In Europe and the West, you may equate drinking champagne in a high-end hotel with success. At the same time, there is someone in Japan paying one million yen for a toy figure. The interesting thing is that you cannot gauge which of the two achieved a higher level of happiness. Japan has a greater emphasis on achieving emotional happiness than on materialism, and maybe that is why it is getting so much attention in the world.
Feeling the threat of an increasingly fragmented world, I have decided to release a work of art with the theme of “wall” in New York in 2020
-Harajuku’s version of kawaii culture has been popularized, and people tend to associate Harajuku with the idea of kawaii. Have you thought about what other avenues can be explored in the future to spread Japanese culture to the world?
Culture is an agent that can be spread through the connection between people.
The government plays a big role in supporting cultural activities. When I attended a cultural communication forum held in South Korea, I thought they were fantastic in their presentation. They not only talked about historical cultural elements, but also made ample appeal for modern culture and icons such as BTS. This kind of presentation is mostly done by civilian communities in Japan, but in Korea, it is supported by the government. Afterwards, when they asked me for comments, I only had “excellent” to say. (Laugh)
The launch of non-profit organization HELI(X)UM to support the youth
As a part of my personal activities, I have launched a non-profit organization called HELI(X)UM to support the youth. The goal is to help foreign youths learn about Japanese art and culture, and to help Japanese youths learn about foreign cultures. I felt a sense of crisis in working with young people in art projects, and so I thought to provide more opportunities for creativity and communication.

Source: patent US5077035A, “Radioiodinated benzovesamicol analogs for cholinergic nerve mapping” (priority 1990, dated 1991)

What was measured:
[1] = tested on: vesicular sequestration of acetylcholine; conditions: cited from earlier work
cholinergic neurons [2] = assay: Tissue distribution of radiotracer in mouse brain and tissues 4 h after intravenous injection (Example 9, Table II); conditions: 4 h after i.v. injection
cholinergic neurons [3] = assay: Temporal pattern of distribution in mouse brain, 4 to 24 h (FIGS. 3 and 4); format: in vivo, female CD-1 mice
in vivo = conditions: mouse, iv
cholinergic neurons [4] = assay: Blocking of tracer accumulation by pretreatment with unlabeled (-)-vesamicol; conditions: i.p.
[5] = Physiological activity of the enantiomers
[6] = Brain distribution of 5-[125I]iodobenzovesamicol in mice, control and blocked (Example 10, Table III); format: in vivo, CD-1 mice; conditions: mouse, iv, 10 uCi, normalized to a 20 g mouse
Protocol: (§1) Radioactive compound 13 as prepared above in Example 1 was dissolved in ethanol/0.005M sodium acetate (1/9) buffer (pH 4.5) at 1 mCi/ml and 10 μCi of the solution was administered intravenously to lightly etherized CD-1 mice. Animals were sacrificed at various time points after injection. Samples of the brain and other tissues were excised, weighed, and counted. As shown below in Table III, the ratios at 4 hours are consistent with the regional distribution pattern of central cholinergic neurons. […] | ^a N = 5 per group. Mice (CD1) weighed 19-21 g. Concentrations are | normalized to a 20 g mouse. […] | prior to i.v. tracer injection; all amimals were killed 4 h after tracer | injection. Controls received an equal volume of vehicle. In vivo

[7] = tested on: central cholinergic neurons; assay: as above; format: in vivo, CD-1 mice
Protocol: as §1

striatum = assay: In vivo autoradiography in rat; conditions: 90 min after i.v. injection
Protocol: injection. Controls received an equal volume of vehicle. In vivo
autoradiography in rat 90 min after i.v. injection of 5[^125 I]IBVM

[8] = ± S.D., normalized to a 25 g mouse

-Could you talk a bit more about how you feel about Harajuku and what you see as its place in the world?
We have always spoken about Harajuku in terms of its relation to “kawaii” on a surface level. But now I believe it has become more about the philosophy, which liberates us to be more creative. It is similar to growing up, having a family and a job, and coming to realize that there are many other paths in life.
When I was a student, I found that I couldn’t find peers who shared the same hobbies. So I came to Harajuku on the weekends, and met people who were similar to me. It was an age before the internet, so the area of Harajuku became our community. For me, Harajuku is the place that really propelled me to take the next step.
The future is colourful
-Are there any artists who interest you at the moment?
I would say maybe not so much artists, but rather those who can generate an environment for creativity. Nowadays you can make anything you want, so I think the people who can make a platform for people to gather are the most creative. Artists from these communities can then be recognized by the world. This is how it works in contemporary times.
-Please say a few words to Japanese students who visit Toronto.
Do not be afraid to tackle new activities. It is very important to not be bound by the Japanese community and have a global mind. You will then see that the Japanese way of approaching things and the environment we are accustomed to are not the standard. Since you are already in Canada, try to challenge yourself and look at things in a new light.
I always tell my students “The future is colourful.” Japanese culture is not all about kimono and Japanese taiko drums. Of course those are important elements, but as Japanese, you should be keenly aware of what part of Japanese culture is resonating with the rest of the world.
Born in 1970, Masuda has been working in the fields of theatre and contemporary art since the 1990s. Harajuku has been his base since 1995, where he continues to create in his unique vision of art, fashion and entertainment. Masuda is the producer of the Harajuku-style fashion brand, 6% DOKI DOKI. In August 2019, he held a workshop at Japan Foundation, Toronto, as well as made an appearance at the Japan Festival. Masuda attended Otakuthon in Montreal from August 16-18.
(Japanese Article: 「6%DOKIDOKI」原宿系ファッションブランドのプロデューサー 増田セバスチャン氏 インタビュー｜カナダを訪れた著名人）